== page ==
Tag: Vinegar Mother

 

Comprised of Connecticut-born and Brooklyn-based founding trio Julia Zivic (vocals), her brother Jason Zivic (drums) and Itamar Gov-Ari (keys, guitar vocals), along with Mike Roninson (bass) and Chris Stelluti, Brooklyn-based neo-soul/indie soul/progressive soul quintet Vinegar Mother can actually trace its origins to when its founding trio started performing together under the moniker Julia Zivic and The Brothers. And as Julia Zivic and The Brothers, the trio a level of attention as they played the 2014 Greenwich Town Party Festival on a bill that included the likes of George Clinton, Santana, Buddy Guy and Dr. Dog — and they finished second in that year’s International TalentHouse Jimi Hendrix Competition for their rendition of “Red House.”

As the trio began to increasingly expand upon their sound, the founding trio decided to start anew and recruited bassist Zack Slaughter and Stelluti to record their debut EP as Vinegar Mother; however, shortly after the band formed, the band went through a lineup change that included Roninson replacing Slaughter, who joined the Marines. As Vinegar Mother, the band has developed a reputation locally as they’ve played a number of shows across this fair city — including The Knitting Factory and The Studio at Webster Hall — and along with a CMJ appearance last year, the band has opened for the likes of The Lonely Biscuits, Kat Wright and The Indomitable Soul Band, Joanna Teters and Mad Satta. Now, if you were frequenting this site last month, you may have come across the easy-going, 90s neo-soul leaning “Sunny Seat,” a song inspired by and written about a deeply personal experience in which Julia Zivic had a bitter falling out with a friend.

“Slow,” the band’s latest single off their soon-to-be released debut EP Sunny Seat is a sultry and sensual that captures the wounded psyche of its narrator — a narrator, who’s desperate for love to cure her aching loneliness paired with a slightly more straightforward song structure and arrangement than its predecessor. Interestingly, the song captures the perspective and thinking of an emotionally conflicted woman with an uncanny nuance and a novelist’s attention to psychological detail — all while being a subtle yet very modern take on classic soul and blues.

The members of the band are starting an increasing tour schedule, check out tour dates below, which includes a set tonight at SoFar Sounds.

Live Shows

November 8 –  SoFar Sounds – Brooklyn, NY

November 18 – Radio Bean – Burlington, VT

November 30 – Piano’s – New York, NY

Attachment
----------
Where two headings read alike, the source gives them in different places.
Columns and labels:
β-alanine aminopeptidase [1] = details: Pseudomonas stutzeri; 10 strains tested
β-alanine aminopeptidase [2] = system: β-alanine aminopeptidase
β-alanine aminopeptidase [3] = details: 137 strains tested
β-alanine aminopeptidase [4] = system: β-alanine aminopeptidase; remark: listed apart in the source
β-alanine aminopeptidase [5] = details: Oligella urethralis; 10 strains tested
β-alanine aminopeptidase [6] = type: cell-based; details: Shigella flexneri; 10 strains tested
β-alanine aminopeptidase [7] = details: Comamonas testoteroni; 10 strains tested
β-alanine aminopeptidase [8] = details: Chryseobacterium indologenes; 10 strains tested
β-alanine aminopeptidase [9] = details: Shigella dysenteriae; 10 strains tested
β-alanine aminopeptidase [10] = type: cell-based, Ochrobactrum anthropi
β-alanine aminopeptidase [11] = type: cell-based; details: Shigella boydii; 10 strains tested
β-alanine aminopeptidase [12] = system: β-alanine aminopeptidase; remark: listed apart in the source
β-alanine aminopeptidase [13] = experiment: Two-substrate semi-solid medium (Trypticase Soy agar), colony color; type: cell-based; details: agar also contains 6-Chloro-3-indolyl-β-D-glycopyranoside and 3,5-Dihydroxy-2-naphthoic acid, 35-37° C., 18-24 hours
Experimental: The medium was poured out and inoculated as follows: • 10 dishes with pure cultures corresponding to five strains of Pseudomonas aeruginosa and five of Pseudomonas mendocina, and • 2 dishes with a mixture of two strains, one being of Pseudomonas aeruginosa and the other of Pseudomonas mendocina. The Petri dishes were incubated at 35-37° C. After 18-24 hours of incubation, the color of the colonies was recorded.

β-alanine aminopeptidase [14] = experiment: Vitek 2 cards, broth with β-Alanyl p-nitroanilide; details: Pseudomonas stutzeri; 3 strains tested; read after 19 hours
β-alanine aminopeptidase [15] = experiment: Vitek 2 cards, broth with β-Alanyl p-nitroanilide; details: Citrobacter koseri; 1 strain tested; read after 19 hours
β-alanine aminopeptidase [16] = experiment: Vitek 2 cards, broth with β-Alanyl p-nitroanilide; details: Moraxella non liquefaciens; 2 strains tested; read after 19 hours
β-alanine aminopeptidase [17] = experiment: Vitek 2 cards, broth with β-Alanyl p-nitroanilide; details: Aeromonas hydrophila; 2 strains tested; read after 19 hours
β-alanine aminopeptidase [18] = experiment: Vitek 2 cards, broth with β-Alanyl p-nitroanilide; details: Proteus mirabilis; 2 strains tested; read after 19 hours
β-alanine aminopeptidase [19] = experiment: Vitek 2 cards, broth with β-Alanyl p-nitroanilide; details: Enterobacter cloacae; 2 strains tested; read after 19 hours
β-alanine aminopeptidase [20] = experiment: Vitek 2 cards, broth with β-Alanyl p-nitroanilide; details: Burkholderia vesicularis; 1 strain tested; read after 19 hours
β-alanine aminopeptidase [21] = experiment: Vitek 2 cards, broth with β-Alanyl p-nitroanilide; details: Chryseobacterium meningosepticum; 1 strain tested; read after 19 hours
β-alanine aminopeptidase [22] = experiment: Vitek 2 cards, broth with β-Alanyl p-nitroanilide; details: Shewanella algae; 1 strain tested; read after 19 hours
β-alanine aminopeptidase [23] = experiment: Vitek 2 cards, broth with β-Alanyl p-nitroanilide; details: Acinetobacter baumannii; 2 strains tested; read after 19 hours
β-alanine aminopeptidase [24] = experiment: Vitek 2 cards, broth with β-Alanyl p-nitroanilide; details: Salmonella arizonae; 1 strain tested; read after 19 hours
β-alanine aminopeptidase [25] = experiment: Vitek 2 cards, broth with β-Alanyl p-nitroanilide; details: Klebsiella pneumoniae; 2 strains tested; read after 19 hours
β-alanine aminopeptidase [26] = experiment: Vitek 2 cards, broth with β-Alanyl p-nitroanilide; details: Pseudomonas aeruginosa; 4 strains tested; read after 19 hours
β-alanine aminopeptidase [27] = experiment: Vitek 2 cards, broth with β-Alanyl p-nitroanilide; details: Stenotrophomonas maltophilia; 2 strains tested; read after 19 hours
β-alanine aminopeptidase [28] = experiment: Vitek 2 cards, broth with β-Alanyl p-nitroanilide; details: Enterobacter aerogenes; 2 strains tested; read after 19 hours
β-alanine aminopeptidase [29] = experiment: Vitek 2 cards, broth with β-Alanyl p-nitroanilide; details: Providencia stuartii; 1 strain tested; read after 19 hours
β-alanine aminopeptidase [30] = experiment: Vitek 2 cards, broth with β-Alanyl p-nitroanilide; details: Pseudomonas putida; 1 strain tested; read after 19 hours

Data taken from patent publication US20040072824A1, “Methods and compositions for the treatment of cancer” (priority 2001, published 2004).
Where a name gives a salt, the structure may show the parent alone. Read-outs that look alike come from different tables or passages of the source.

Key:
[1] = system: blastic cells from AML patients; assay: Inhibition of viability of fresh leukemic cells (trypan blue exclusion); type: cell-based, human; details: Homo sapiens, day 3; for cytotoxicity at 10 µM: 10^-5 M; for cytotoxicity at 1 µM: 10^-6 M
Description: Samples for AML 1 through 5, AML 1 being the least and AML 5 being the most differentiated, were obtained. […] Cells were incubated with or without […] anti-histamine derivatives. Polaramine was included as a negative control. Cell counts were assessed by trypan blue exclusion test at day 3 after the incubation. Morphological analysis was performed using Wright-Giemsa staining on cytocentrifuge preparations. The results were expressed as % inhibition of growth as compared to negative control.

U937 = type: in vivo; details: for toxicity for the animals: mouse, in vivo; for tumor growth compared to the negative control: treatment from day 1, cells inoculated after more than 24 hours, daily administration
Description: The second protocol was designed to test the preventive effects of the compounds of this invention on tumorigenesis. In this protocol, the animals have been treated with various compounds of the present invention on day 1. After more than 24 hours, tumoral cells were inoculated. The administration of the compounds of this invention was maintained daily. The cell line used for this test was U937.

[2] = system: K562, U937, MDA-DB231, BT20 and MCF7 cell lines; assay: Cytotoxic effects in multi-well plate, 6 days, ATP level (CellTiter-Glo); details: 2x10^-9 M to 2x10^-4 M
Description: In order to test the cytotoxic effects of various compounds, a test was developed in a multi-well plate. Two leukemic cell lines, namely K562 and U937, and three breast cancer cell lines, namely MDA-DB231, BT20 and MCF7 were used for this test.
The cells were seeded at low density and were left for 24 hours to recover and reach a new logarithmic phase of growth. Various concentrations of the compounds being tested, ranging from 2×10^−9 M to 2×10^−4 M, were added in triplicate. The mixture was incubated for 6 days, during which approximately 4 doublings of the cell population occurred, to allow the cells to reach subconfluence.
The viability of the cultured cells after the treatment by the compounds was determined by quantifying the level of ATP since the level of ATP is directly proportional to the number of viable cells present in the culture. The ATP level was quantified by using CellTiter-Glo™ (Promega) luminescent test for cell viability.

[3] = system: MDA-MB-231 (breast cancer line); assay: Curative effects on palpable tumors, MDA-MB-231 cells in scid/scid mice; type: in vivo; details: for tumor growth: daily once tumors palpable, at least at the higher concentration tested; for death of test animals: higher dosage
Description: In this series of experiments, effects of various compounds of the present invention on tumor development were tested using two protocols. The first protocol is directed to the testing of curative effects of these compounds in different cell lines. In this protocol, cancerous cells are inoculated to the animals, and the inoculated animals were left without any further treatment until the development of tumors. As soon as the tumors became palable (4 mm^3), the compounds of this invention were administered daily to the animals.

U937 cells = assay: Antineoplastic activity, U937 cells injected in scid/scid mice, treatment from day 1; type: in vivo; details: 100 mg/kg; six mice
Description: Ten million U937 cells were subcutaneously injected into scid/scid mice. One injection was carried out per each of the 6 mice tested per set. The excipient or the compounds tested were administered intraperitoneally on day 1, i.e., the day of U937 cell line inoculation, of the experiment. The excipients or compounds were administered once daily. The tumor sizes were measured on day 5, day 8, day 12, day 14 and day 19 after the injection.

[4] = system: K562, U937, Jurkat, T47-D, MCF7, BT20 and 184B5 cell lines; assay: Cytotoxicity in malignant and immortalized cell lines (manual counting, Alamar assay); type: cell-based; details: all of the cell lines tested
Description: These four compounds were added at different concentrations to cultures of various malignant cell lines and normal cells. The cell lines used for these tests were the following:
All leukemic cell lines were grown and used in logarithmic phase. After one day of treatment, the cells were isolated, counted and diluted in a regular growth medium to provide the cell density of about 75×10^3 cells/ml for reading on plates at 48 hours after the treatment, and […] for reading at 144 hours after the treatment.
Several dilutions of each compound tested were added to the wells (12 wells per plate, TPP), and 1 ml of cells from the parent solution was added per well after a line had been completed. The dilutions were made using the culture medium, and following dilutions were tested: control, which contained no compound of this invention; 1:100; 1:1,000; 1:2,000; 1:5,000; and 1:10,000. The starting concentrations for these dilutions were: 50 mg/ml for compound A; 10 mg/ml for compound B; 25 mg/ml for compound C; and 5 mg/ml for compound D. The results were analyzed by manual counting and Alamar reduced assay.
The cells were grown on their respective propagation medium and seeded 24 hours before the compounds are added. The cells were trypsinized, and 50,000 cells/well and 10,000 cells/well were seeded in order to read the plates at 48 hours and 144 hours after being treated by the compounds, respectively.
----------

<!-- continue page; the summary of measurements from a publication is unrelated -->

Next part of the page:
New Video: Introducing, the Jazzy Neo-Soul Sounds of Vinegar Mother

As Vinegar Mother, the band has developed a reputation locally as they’ve played a number of shows across this fair city — including The Knitting Factory and The Studio at Webster Hall — and along with a CMJ appearance last year, the band has opened for the likes of The Lonely Biscuits, Kat Wright and The Indomitable Soul Band, Joanna Teters and Mad Satta, thanks in part to an easygoing and jazzy take on neo-soul that sounds indebted to 90s Erykah Badu, Jill Scott and others, while possessing an expansive, prog-leaning song structure, as you’ll hear on the band’s latest single “Sunny Seat.”

As Vinegar Mother’s Julia Zivic explained to the folks at Impose, “Sunny Seat,” was inspired by personal experience and a journal entry she had been writing while committing to work. “I was writing on the subway after a bad falling out with one of my longest best friends,” Zivic explained. And as the story goes, as the G train she was on crossed the Gowanus Canal Bridge, the morning sun had hit her directly in the face. While being comforted but the sun’s warmth, Zivic wouldn’t shake the unbearable feeling of loss — and she begun to write portions of the song while on the train. “I remember writing about how desperate I was to get home to Itamar and Jay and make a song out of these emotions I had. This song and its natural coming about means a whole lot to me. It cuts me deep every time we perform it.” So it shouldn’t be terribly surprising that the song while being somewhat upbeat, possesses both a morning commuter’s weariness and a deep, bitter ache.

For the recently released video, Zivic’s vocals narrate and serve as the innermost thoughts and feelings of the video’s protagonist, also played by Zivic. Throughout the video, its protagonist is reminded of the fact that not only do ghosts linger, they are inescapable and find eerie ways to haunt you. And of course, we see Zivic rush back to her bandmates in Brooklyn to ostensibly write the song with an easygoing, cool-self assuredness.